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Proceedings Paper

The Nuclear Spectroscopic Telescope Array (NuSTAR)
Author(s): Fiona A. Harrison; Steve Boggs; Finn Christensen; William Craig; Charles Hailey; Daniel Stern; William Zhang; Lorella Angelini; Hongjun An; Varun Bhalerao; Nicolai Brejnholt; Lynn Cominsky; W. Rick Cook; Melania Doll; Paolo Giommi; Brian Grefenstette; Allan Hornstrup; Vicky Kaspi; Yunjin Kim; Takeo Kitaguchi; Jason Koglin; Carl Christian Liebe; Greg Madejski; Kristin Kruse Madsen; Peter Mao; David Meier; Hiromasa Miyasaka; Kaya Mori; Matteo Perri; Michael Pivovaroff; Simonetta Puccetti; Vikram Rana; Andreas Zoglauer
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Paper Abstract

The Nuclear Spectroscopic Telescope Array (NuSTAR) is a NASA Small Explorer mission that will carry the first focusing hard X-ray (6 - 80 keV) telescope to orbit. NuSTAR will offer a factor 50 - 100 sensitivity improvement compared to previous collimated or coded mask imagers that have operated in this energy band. In addition, NuSTAR provides sub-arcminute imaging with good spectral resolution over a 12-arcminute eld of view. After launch, NuSTAR will carry out a two-year primary science mission that focuses on four key programs: studying the evolution of massive black holes through surveys carried out in fields with excellent multiwavelength coverage, understanding the population of compact objects and the nature of the massive black hole in the center of the Milky Way, constraining the explosion dynamics and nucleosynthesis in supernovae, and probing the nature of particle acceleration in relativistic jets in active galactic nuclei. A number of additional observations will be included in the primary mission, and a guest observer program will be proposed for an extended mission to expand the range of scientic targets. The payload consists of two co-aligned depth-graded multilayer coated grazing incidence optics focused onto a solid state CdZnTe pixel detectors. To be launched in early 2012 on a Pegasus rocket into a low-inclination Earth orbit, NuSTAR largely avoids SAA passage, and will therefore have low and stable detector backgrounds. The telescope achieves a 10.14-meter focal length through on-orbit deployment of an extendable mast. An aspect and alignment metrology system enable reconstruction of the absolute aspect and variations in the telescope alignment resulting from mast exure during ground data processing. Data will be publicly available at GSFC's High Energy Archive Research Center (HEASARC) following validation at the science operations center located at Caltech.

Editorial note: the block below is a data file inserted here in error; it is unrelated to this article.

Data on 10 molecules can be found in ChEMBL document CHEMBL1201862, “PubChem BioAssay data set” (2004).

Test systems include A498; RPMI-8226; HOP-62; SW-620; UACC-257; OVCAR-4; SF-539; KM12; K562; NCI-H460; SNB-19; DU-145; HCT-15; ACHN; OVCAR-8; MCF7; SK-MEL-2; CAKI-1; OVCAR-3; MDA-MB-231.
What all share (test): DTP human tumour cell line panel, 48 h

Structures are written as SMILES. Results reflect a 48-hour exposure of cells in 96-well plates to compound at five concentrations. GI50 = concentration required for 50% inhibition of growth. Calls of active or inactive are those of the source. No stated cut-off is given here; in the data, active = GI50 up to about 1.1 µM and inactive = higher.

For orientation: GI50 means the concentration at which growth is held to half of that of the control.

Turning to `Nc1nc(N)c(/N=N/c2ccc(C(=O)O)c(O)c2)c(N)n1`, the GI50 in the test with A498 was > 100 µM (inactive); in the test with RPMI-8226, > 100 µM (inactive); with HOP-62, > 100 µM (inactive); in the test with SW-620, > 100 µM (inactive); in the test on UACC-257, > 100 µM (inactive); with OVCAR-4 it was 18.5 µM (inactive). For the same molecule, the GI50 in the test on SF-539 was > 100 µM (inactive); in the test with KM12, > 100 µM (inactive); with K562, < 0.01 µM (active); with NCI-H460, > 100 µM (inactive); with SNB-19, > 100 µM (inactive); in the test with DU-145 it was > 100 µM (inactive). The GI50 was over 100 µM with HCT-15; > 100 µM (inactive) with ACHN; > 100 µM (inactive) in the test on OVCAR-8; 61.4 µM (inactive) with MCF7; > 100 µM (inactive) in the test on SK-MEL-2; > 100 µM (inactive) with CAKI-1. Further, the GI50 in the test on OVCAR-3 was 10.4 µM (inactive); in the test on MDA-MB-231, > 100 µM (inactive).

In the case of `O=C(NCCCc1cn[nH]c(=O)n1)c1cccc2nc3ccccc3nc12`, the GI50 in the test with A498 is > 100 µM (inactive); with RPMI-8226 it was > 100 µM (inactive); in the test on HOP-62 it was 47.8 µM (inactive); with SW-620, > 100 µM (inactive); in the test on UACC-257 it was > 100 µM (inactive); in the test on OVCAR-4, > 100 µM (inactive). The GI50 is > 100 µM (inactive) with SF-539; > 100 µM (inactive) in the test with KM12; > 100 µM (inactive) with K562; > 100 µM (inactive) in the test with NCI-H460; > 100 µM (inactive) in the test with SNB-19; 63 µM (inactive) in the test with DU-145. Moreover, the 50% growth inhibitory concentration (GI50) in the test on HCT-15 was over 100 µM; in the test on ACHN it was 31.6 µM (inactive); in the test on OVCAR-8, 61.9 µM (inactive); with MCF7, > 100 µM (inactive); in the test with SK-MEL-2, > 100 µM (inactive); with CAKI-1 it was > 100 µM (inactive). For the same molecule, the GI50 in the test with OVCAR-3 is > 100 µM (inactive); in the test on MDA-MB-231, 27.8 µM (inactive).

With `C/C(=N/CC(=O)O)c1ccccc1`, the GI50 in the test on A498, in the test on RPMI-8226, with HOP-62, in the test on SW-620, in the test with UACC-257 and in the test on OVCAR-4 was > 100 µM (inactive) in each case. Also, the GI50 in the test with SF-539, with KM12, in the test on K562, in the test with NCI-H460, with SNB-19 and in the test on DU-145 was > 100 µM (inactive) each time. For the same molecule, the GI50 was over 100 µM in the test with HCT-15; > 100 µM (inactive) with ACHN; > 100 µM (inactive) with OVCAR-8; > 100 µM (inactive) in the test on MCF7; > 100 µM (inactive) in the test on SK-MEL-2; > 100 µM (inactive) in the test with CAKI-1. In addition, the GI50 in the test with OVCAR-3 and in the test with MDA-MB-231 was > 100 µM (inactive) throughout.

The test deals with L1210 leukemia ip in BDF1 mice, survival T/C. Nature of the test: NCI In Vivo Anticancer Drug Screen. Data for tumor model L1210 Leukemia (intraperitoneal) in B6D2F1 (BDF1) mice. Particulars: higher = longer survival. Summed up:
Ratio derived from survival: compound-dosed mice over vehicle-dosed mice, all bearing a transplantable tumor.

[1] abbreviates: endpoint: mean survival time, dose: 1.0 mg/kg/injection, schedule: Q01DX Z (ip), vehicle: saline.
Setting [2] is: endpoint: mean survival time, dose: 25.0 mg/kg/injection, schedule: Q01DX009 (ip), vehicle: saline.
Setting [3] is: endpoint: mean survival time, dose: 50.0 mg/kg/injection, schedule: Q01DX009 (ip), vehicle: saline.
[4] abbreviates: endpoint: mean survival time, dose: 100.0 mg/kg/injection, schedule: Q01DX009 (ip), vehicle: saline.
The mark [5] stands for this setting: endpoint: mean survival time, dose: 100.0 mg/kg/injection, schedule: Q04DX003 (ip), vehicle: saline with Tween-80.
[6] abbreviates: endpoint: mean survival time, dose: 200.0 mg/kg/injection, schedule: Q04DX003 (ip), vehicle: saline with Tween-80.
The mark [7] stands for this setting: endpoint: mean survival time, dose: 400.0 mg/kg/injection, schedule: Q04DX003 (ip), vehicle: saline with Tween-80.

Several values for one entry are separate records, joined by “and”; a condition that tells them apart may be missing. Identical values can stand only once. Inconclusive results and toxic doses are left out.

Paper Details

Date Published: 29 July 2010
PDF: 8 pages
Proc. SPIE 7732, Space Telescopes and Instrumentation 2010: Ultraviolet to Gamma Ray, 77320S (29 July 2010); doi: 10.1117/12.858065
Show Author Affiliations
Fiona A. Harrison, California Institute of Technology (United States)
Steve Boggs, Univ. of California, Berkeley (United States)
Finn Christensen, DTU Space (Denmark)
William Craig, Univ. of California, Berkeley (United States)
Lawrence Livermore National Lab. (United States)
Charles Hailey, Columbia Univ. (United States)
Daniel Stern, Jet Propulsion Lab. (United States)
William Zhang, NASA Goddard Space Flight Ctr. (United States)
Lorella Angelini, NASA Goddard Space Flight Ctr. (United States)
Hongjun An, Columbia Univ. (United States)
Varun Bhalerao, California Institute of Technology (United States)
Nicolai Brejnholt, DTU Space (Denmark)
Lynn Cominsky, Sonoma State Univ. (United States)
W. Rick Cook, California Institute of Technology (United States)
Melania Doll, Columbia Univ. (United States)
Paolo Giommi, Agenzia Spaziale Italiana (Italy)
Brian Grefenstette, California Institute of Technology (United States)
Allan Hornstrup, DTU Space (Denmark)
Vicky Kaspi, McGill Univ. (Canada)
Yunjin Kim, Jet Propulsion Lab. (United States)
Takeo Kitaguchi, California Institute of Technology (United States)
Jason Koglin, Columbia Univ. (United States)
Carl Christian Liebe, Jet Propulsion Lab. (United States)
Greg Madejski, SLAC, Stanford Univ. (United States)
Kristin Kruse Madsen, California Institute of Technology (United States)
Peter Mao, California Institute of Technology (United States)
David Meier, Jet Propulsion Lab. (United States)
Hiromasa Miyasaka, California Institute of Technology (United States)
Kaya Mori, Columbia Univ. (United States)
Matteo Perri, Agenzia Spaziale Italiana (Italy)
Michael Pivovaroff, Lawrence Livermore National Lab. (United States)
Simonetta Puccetti, Agenzia Spaziale Italiana (Italy)
Vikram Rana, California Institute of Technology (United States)
Andreas Zoglauer, Univ. of California, Berkeley (United States)


Published in SPIE Proceedings Vol. 7732:
Space Telescopes and Instrumentation 2010: Ultraviolet to Gamma Ray
Monique Arnaud; Stephen S. Murray; Tadayuki Takahashi, Editor(s)

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